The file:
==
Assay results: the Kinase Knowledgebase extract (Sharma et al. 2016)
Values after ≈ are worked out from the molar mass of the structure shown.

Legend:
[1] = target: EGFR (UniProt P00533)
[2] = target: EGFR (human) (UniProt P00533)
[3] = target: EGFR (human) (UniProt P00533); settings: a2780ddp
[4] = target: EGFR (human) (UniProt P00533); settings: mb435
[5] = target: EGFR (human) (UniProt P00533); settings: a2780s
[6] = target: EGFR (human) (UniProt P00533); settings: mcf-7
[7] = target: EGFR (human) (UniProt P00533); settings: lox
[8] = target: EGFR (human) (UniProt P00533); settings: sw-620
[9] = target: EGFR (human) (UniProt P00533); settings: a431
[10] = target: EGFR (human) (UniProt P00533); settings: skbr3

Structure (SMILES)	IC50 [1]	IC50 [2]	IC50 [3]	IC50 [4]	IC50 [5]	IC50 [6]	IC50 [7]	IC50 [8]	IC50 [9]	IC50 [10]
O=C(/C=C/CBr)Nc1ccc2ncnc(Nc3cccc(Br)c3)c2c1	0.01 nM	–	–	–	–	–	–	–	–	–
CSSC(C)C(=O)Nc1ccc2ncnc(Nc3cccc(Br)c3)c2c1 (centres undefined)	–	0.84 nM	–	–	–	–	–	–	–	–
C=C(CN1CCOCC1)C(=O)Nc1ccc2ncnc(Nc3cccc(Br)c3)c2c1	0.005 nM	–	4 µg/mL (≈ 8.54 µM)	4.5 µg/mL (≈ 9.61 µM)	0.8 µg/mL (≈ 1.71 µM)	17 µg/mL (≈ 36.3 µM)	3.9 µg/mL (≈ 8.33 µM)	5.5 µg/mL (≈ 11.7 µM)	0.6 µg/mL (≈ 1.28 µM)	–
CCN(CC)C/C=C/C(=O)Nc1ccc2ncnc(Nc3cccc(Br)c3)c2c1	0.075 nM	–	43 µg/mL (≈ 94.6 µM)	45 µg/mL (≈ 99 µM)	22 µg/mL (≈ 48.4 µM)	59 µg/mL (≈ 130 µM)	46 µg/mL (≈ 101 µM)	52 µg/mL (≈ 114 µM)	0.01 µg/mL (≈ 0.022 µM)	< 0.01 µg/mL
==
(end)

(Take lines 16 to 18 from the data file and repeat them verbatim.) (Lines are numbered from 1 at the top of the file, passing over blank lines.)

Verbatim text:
CSSC(C)C(=O)Nc1ccc2ncnc(Nc3cccc(Br)c3)c2c1 (centres undefined)	–	0.84 nM	–	–	–	–	–	–	–	–
C=C(CN1CCOCC1)C(=O)Nc1ccc2ncnc(Nc3cccc(Br)c3)c2c1	0.005 nM	–	4 µg/mL (≈ 8.54 µM)	4.5 µg/mL (≈ 9.61 µM)	0.8 µg/mL (≈ 1.71 µM)	17 µg/mL (≈ 36.3 µM)	3.9 µg/mL (≈ 8.33 µM)	5.5 µg/mL (≈ 11.7 µM)	0.6 µg/mL (≈ 1.28 µM)	–
CCN(CC)C/C=C/C(=O)Nc1ccc2ncnc(Nc3cccc(Br)c3)c2c1	0.075 nM	–	43 µg/mL (≈ 94.6 µM)	45 µg/mL (≈ 99 µM)	22 µg/mL (≈ 48.4 µM)	59 µg/mL (≈ 130 µM)	46 µg/mL (≈ 101 µM)	52 µg/mL (≈ 114 µM)	0.01 µg/mL (≈ 0.022 µM)	< 0.01 µg/mL